Cinders – PS4 Review


I’m having a hard time with the visual novel genre. There’s something about the writing in general that puts me off. It’s a very wordy genre and it’s all very geared towards telling, rather than showing. The next one on my docket is Cinders, from MoaCube. It’s a retelling of the classic fairytale with some intriguing twists.

The story does follow the major beats of the familiar plot. Cinders lives in an abusive household with her two stepsisters and her wicked stepmother. They don’t delve into cartoon villainy but the story does try to go into depth about their motivations and why they do the things they do. Some of it deals with loss, nobility and social mobility in a way that really puts some meat on the bones of the original story.

This being a visual novel, there’s plenty of opportunities to branch Cinders‘ path in several ways. It allows the writers to get away and expand a little on the well-versed narrative. There are four main endings, each with a few variations to unlock. You even have the choice of a Fairy Godmother, which was a surprising touch. There’s plenty of decisions to make and, whilst they don’t all lead to branching paths, they can influence how the remaining cast respond to our damsel in distress.

There’s a fairly mature and thoughtful tone to the writing. Some considerations have been taken to really explore the household’s history and the people within it. It touches on the fact that the Cinderella story isn’t as rags to riches as it first appears. The abuse Cinders faces is almost exclusively verbal. There’s no threat of violence and, despite her being called to due a fair amount of housework, Lady Carmosa has servants in addition to her own children. This allows the writing to discuss nobility in a way that the fairy tale never gets involved with.

You get a lot of interplay between the daughters and relationships are built in a fairly fascinating manner. It’s smart, although the game’s initial premise of being a dark take doesn’t quite come to fruition. Maybe I’m just making the wrong decisions but the original has hags trying to stuff their bloodied feet into a glass slipper. I’ve not seen anything on that level. What it does succeed at is giving the classic tale much more substance. Whilst it’s a story that’s been told be more, they’ve shown some scope here and some experimentation.

Repeated playthroughs can be used to unlock more endings, scenes and dialogue. It can be quite compelling to see what other endings are on offer and how well the writing justifies them. I played it fairly straight and nice on my first run but my second attempt saw me play Cinders in a more selfish manner. The two narratives managed to tell different tales although the source material is somewhat rigidly adhered to, at times. You will always meet a Fairy Godmother, you will always go to the Ball. The space in between is where Cinders‘ writing gets to flex.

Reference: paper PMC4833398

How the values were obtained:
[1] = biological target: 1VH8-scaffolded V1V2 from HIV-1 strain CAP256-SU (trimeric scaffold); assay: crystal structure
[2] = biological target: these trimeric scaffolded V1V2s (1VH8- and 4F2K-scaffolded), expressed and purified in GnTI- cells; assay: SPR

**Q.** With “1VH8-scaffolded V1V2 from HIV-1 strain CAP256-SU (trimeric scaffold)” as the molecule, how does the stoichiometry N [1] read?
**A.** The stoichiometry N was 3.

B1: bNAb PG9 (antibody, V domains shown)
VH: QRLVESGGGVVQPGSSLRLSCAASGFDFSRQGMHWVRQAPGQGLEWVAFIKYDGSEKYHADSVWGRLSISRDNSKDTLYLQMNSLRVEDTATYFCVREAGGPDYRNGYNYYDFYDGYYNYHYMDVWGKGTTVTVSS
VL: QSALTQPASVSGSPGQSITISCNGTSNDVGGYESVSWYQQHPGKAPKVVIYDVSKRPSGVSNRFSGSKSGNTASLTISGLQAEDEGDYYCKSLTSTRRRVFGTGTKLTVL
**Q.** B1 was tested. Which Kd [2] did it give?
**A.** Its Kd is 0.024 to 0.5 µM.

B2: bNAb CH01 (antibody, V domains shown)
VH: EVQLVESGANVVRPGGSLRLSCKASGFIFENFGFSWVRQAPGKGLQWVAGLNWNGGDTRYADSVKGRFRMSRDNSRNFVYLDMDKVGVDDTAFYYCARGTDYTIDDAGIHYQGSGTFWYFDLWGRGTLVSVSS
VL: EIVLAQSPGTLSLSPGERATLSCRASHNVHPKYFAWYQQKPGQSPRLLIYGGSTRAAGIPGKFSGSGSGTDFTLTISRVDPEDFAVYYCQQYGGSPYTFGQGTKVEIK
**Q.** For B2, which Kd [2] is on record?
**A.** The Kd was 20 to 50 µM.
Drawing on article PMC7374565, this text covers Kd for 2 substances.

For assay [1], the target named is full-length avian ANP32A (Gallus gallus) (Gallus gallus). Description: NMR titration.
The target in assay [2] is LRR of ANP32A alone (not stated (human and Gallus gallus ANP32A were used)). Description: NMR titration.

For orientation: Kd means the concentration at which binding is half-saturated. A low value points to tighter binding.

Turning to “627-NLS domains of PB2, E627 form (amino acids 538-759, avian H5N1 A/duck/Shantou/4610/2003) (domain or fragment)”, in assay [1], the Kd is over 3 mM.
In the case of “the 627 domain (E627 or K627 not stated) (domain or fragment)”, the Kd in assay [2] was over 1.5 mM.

Cinders features some striking visuals. The backgrounds have a really detailed, hand-drawn style and they’re nicely animated. It’s such a subtle thing but moving scenery makes such a difference and gives the scene some life. It does make the characters static nature more evident, but they do show some occasional emotion. Character design is fairly intricate and does help point the cast further into the realms of nobility.

One welcome side effect of an animated background is how much you pay attention to it. The story itself isn’t voice acted so you’re mostly focused at the text scrawl. The scenery helps draw you away from it and I have found myself glance up and linger to see the animations play out. I can really appreciate the effort that’s gone into the setting.

The score seems to keep things mostly light and airy. There’s not many tracks to it so you’ll largely hear the same motif over and over. It doesn’t carry much variation and any darker moments are kind of undermined by a soundtrack more concerned with a much breezier tone.

Still, the overall look and feel of Cinders is a product definitely looking to bolster an existing, well-known story. It mostly succeeds with your decisions shaping her character in ways that the fairy tale doesn’t. That said, you always are pulled back into the main plot points of the original with only slim opportunities to break from a familiar script. The artwork really shines and it’s clear some real care has gone into this.

Cinders
7 Overall
Pros
+ Smart, thoughtful writing.
+ Deviates from the original tale, although never truly breaks free of it.
+ Great, detailed backgrounds that are well animated.
+ Light and airy soundtrack.
Cons
- The animated backgrounds make the characters feel a little lifeless.
- Despite the wordy script, this can be over very quickly.
- Nowhere near as dark a retelling as advertised.
Summary
Cinders has a charm to it that I've rarely found in the visual novels I've played. The writing manages to contextualise and add to a familiar story whilst allowing the main character to branch in interesting ways. It's a shame the story doesn't break completely from the source material but there's some intriguing ideas on display, here. The detailed, animated backgrounds help create a lively setting and the music maintains an airy feel. It's a striking effort that largely succeeds.


Mike

About Mike

Mike gets all the racing games because he understands that stuff even though he doesn't drive.

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